(photo credit: Ariel Jerozolimski)
Jewish Agency Chairman Ze'ev Bielski had it right - and wrong - when he urged the American Jewish community to come to Israel because "the penny will drop and they will realize they have no future in the United States as Jews."
Of course, he's right about the ravages of assimilation and intermarriage, which are decimating not only American Jewry, but the Jewish populations of virtually every Western community.
These "twin towers of tragedy" have been perpetrating a "silent Holocaust" for at least half a century, inexorably grinding down the Jewish presence in the Diaspora. The numbers don't lie, and they indisputably show that Jewish populations outside of Israel are stagnating at best, and on the verge of vanishing at worst.
America is a classic case in point; its Jewish population has been stuck at 5.5 million to 6 million for more than half a century. The influx of thousands of Russian Jews to the shores of the goldene medina, the best efforts of anti-assimilationists to stem the tide and the spirited struggle to woo non-Jewish partners to the fold has not significantly altered the equation.
Meanwhile, hundreds of smaller, outlying Jewish communities have vanished, their once-proud synagogues turned into churches, mosques or medical clinics, while many larger Jewish enclaves have circled the wagons and use every trick in the book to keep their numbers from falling further.
BUT MY fellow Ra'ananite Ze'evik was a bit off the mark when he suggested that American Jewry could - or should - be frightened into making aliya because of the specter of the vanishing Jew.
That is a strategy that did not work when Ezra the Scribe tried it in Babylon as the Second Temple was being built; it did not work in Germany as the Nazis gained power; and it will not work in 21st-century America, either.
For starters, to whom will this approach appeal? Half of American Jewry has already experienced intermarriage in their nuclear family, or has become assimilated and ever more distant from Jewish commitment. They are past the point - socially, intellectually and conceptually - of considering coming here.
And the other half considers itself doing so well in the States - financially and religiously - that it cannot drag itself away from the good life. To move an American Jew sitting around his pool in LA , surrounded by his kollelnik sons-in-law and planning his biannual trip to Jerusalem's five-star hotels, an awful lot of pennies have to fall.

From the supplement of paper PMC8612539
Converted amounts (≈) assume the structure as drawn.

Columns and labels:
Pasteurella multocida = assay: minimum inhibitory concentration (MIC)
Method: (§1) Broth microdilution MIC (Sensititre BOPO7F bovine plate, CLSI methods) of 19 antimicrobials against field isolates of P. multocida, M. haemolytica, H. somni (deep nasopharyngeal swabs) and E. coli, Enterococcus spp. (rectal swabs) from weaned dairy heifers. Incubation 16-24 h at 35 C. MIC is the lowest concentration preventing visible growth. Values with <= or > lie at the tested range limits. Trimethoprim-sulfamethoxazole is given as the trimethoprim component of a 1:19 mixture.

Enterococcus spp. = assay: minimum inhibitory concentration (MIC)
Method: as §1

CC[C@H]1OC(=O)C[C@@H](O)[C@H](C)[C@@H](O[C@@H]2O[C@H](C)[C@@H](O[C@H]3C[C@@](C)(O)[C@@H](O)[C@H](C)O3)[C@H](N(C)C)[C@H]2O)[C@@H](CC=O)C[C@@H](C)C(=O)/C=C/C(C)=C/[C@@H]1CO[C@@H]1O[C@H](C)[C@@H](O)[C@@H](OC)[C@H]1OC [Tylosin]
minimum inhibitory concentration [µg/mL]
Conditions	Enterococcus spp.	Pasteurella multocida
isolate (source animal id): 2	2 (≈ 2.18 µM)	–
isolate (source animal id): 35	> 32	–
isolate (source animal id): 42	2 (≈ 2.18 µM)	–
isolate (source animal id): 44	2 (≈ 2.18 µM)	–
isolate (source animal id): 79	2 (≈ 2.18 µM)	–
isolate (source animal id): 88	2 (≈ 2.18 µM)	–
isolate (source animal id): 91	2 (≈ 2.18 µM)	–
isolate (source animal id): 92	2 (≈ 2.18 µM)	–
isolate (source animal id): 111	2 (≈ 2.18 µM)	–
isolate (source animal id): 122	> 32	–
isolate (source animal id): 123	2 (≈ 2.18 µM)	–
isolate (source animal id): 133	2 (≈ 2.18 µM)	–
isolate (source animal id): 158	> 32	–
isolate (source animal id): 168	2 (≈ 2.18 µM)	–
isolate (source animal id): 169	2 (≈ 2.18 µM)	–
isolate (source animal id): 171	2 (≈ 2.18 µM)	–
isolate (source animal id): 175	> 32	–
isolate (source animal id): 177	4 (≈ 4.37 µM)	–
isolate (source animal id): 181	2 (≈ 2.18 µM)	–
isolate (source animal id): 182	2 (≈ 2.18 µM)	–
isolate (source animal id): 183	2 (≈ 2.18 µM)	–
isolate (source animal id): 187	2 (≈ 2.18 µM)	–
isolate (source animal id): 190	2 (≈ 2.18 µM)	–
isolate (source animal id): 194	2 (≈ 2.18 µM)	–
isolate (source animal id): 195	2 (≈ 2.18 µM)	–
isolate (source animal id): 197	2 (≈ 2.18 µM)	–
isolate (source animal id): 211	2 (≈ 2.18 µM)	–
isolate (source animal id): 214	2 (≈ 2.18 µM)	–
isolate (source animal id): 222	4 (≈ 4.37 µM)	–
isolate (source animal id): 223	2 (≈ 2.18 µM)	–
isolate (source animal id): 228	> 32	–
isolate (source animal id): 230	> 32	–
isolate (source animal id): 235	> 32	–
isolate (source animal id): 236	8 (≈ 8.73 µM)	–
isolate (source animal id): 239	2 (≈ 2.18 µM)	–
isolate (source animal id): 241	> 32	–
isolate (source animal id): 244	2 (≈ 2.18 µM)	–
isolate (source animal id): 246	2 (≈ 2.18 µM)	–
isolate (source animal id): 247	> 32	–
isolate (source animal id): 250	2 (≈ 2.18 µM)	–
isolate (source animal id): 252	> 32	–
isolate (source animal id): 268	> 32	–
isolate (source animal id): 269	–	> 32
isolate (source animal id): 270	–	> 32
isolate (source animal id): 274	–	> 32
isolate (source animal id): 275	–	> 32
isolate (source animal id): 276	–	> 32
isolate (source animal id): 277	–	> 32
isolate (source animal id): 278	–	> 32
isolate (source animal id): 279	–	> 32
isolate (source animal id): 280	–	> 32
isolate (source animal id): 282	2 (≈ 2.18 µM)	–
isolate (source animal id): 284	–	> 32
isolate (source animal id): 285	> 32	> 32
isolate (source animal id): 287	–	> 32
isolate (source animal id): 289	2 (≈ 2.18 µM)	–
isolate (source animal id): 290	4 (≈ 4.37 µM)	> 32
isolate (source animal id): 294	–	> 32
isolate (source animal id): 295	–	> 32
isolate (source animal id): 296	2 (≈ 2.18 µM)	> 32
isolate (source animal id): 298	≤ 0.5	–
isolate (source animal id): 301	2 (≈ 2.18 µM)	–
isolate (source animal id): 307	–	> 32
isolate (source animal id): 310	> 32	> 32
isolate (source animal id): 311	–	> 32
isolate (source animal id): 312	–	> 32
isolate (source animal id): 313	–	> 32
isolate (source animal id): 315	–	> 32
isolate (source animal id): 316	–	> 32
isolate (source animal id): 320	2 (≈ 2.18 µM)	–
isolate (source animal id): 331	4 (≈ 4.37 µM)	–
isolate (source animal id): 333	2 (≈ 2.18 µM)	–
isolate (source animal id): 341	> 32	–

I PREFER taking a totally different tack. I think the aliya argument we make to our fellow Jews must be of a positive, not negative nature. World Jewry should be coming to Israel not because they have it so bad in their own countries, but because they could have it so good here.
From a religious perspective, Israel is at least the partial fulfillment of billions of prayers uttered over thousands of years. We beseeched God to return us to Zion, and so He did. He gave us another chance to build a Jewish homeland in the land of the prophets, on authentic Jewish soil, to control our own destiny and carve out a nation in the Jewish image. Do we not have a sacred obligation to try?
And we haven't done so badly, to be quite honest. We make our share of mistakes, to be sure. But we still have a thriving democracy, a dynamic economy and a courageous and devoted army whose morale remains sky-high despite the severity of the Lebanon war. Not to mention a 1,000 percent growth rate since the founding of the state.
For an observant Jew, Israel can be a paradise: The proliferation of learning opportunities for men and women, the kosher restaurants and hotels, the low cost of Jewish education and the ease with which we observe Jewish holidays at a fraction of the cost in the US are just some of the pluses.
Even for the non-observant, Israel is definitely where it's happening on the global Jewish scene. The arrow of Jewish history points here. Jewish destiny will be decided not in Joberg, but in Jerusalem; not in Teaneck but, yes, in Tel Aviv.
Israel is the engine that drives the Jewish nation, and anyone who wants in on the action needs to be here, not there. While stellar Jewish communities do indeed exist - even flourish - in the exile, they are, after all, still in the exile.
It's time our Israeli emissaries stopped accentuating the dismal state of Israel's economy, its dangerous neighbors, its precarious existence, blah, blah, blah. While this ploy may play upon Jewish emotions and enhance fund-raising, casting us in such a negative fashion does irreparable harm to Israel's image. Who would want to live in a place where the people are starving and terrorists lurk around every corner?
Instead, we ought to emphasize the miracle of Israel, its gritty determination to survive and its ability to defy all the odds and prosper.
Let's urge every Jew to seize the opportunity to be part of this amazing enterprise - not only financially, but also physically.
Over the years, we have characterized our role in the Jewish world as a place to run to when things turn bad out there. This has certainly been the motivating factor for immigration from North Africa, Russia, Ethiopia and, more recently, South America and France. But it doesn't have to stop there.
There must also be a concerted effort to encourage privileged Western Jewry to engage in aliya by choice - to make a free and focused decision to join the ingathering of the Diaspora because it makes sense.
Those who do opt for Israel will be making the right choice.
The writer, a rabbi, is director of the Jewish Outreach Center of Ra'anana.